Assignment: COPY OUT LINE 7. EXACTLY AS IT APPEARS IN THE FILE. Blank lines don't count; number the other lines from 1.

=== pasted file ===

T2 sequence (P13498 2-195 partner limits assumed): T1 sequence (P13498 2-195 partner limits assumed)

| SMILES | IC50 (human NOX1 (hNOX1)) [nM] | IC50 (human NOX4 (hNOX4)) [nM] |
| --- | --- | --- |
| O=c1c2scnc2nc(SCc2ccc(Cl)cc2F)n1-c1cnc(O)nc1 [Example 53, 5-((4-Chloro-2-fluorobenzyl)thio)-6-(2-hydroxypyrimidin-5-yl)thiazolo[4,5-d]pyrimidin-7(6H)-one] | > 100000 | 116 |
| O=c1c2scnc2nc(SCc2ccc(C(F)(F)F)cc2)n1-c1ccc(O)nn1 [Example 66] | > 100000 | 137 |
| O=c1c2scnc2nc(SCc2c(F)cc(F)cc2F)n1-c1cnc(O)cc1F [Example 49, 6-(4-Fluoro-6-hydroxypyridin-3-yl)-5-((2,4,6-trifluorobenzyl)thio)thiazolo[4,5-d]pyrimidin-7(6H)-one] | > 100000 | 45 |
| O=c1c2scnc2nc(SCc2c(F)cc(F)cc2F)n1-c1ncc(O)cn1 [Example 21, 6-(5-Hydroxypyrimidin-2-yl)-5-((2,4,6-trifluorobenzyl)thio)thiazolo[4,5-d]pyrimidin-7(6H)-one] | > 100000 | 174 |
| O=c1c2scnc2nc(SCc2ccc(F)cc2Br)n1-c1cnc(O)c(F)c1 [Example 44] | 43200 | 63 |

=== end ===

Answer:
| O=c1c2scnc2nc(SCc2c(F)cc(F)cc2F)n1-c1ncc(O)cn1 [Example 21, 6-(5-Hydroxypyrimidin-2-yl)-5-((2,4,6-trifluorobenzyl)thio)thiazolo[4,5-d]pyrimidin-7(6H)-one] | > 100000 | 174 |